LSC launches Twitter feed
The Legal Services Corporation (LSC) has launched a news feed on that will connect the civil legal aid community with the latest news and information from the agency, highlight the work of civil legal aid programs across the country and emphasize the importance of equal access to justice for low-income Americans. LSC invites all interested parties to follow their feed.
Sign up here
Memphis Bar Foundation makes charitable grant
The Memphis Bar Foundation, the charitable arm of the Memphis Bar Association, has awarded an $8,000 grant to The Exchange Club Family Center in support of its mission to advocate and support public awareness of the legal system and promote social justice and legal education. The center will use the money to support supervised visitation services, which allow children a supervised location for visitation with non-residential parents. The Memphis Daily News reported the award.

Kentucky court says lethal injection procedures improperly adopted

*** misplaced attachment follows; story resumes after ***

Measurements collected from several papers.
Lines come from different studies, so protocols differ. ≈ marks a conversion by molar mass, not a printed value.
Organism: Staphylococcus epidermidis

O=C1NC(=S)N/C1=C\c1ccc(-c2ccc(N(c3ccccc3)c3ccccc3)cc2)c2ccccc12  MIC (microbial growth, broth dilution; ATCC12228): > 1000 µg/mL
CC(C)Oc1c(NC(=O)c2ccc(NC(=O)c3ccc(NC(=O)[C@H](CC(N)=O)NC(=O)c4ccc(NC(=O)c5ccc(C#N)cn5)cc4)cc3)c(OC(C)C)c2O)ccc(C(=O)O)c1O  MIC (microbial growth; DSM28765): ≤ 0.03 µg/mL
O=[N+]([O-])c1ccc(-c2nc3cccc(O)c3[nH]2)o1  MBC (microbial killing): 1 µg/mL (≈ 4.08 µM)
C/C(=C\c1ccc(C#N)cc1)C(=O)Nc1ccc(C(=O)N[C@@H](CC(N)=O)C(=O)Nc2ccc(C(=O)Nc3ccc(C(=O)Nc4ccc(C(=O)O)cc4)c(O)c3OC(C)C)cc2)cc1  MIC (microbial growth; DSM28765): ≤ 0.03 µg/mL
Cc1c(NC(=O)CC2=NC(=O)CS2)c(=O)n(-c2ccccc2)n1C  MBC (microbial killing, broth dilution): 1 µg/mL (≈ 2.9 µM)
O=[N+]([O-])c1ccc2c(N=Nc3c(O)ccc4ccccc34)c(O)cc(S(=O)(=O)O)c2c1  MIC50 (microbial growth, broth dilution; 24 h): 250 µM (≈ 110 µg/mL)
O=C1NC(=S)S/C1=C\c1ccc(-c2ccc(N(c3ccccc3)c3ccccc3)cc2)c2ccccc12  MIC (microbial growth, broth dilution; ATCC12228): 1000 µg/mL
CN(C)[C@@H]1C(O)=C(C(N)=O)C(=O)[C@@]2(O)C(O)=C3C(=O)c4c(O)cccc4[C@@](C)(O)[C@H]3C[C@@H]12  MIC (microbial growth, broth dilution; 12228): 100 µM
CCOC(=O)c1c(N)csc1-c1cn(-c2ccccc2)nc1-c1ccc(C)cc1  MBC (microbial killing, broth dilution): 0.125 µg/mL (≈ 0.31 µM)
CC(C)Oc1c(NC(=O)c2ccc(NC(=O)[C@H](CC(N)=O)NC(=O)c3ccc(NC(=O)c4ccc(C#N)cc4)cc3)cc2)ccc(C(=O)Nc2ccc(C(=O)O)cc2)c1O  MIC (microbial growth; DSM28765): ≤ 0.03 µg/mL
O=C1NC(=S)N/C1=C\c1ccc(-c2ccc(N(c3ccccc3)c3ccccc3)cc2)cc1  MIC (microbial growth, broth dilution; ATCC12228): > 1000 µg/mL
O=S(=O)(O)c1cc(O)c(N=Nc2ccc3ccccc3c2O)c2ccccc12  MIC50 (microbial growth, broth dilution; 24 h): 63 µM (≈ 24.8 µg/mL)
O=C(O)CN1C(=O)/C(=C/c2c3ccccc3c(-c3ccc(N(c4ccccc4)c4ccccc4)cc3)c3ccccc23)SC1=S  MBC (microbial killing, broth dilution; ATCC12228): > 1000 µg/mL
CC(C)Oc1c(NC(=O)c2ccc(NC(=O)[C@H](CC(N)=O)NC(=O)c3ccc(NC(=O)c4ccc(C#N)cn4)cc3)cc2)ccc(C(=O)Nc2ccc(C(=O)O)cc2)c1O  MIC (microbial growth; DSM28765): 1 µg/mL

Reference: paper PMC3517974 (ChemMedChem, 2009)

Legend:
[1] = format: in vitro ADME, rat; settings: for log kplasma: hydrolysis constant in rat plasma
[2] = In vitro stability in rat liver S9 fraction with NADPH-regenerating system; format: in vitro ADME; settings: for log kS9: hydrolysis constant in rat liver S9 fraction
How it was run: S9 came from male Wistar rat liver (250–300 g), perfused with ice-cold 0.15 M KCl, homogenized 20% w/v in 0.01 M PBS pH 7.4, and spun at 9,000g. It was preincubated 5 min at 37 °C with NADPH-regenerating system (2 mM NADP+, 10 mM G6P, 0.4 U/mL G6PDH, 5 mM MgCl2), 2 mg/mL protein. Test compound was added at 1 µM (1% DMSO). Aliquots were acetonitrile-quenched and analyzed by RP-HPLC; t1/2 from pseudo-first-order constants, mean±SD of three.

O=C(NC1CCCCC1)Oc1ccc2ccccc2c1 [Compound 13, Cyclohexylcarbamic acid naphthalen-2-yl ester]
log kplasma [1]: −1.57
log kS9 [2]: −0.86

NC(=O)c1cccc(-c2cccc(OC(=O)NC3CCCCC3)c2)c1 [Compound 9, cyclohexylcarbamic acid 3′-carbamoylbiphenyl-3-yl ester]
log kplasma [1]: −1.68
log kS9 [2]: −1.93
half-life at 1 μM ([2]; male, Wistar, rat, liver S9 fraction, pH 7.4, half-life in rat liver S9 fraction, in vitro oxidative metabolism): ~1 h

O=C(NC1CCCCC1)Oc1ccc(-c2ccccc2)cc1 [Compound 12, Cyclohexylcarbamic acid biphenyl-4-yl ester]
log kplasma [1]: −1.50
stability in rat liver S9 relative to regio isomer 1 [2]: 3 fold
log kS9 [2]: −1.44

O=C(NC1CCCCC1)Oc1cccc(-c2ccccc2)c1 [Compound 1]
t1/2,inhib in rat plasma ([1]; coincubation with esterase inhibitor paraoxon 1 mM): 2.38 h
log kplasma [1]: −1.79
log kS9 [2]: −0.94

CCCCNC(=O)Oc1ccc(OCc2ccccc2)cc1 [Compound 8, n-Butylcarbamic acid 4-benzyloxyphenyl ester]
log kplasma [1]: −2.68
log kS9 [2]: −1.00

Kentucky failed to comply with the state's Administrative Procedures Act in adopting its three-drug lethal injection protocol, the state's Supreme Court ruled today. The ruling does not challenge the technique of using three drugs to put inmates to death -- a protocol that was upheld in the nation's highest court and is used by dozens of other states -- but it may delay execution dates for three condemned inmates.
Read more from
Legislative News
Special session could look at workers comp
Republican leader Jason Mumpower alerted his members this week that they could be in special session shortly before Christmas in order to consider a delay in implementation of workers' compensation legislation that affects sole proprietors. Lt. Gov. Ron Ramsey, however, today said he is not interested in a special session, which could cost an estimated $93,000.
Read more from the Tennessean's In Session blog
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About this publication: Today's News is a compilation of digests of news reports of interest to Tennessee lawyers compiled by TBA staff, links to digested press releases, and occasional stories about the TBA and other activities written by the TBA staff or members. Statements or opinions herein are those of the authors and do not necessarily reflect those of the Tennessee Bar Association, its officers, board or staff.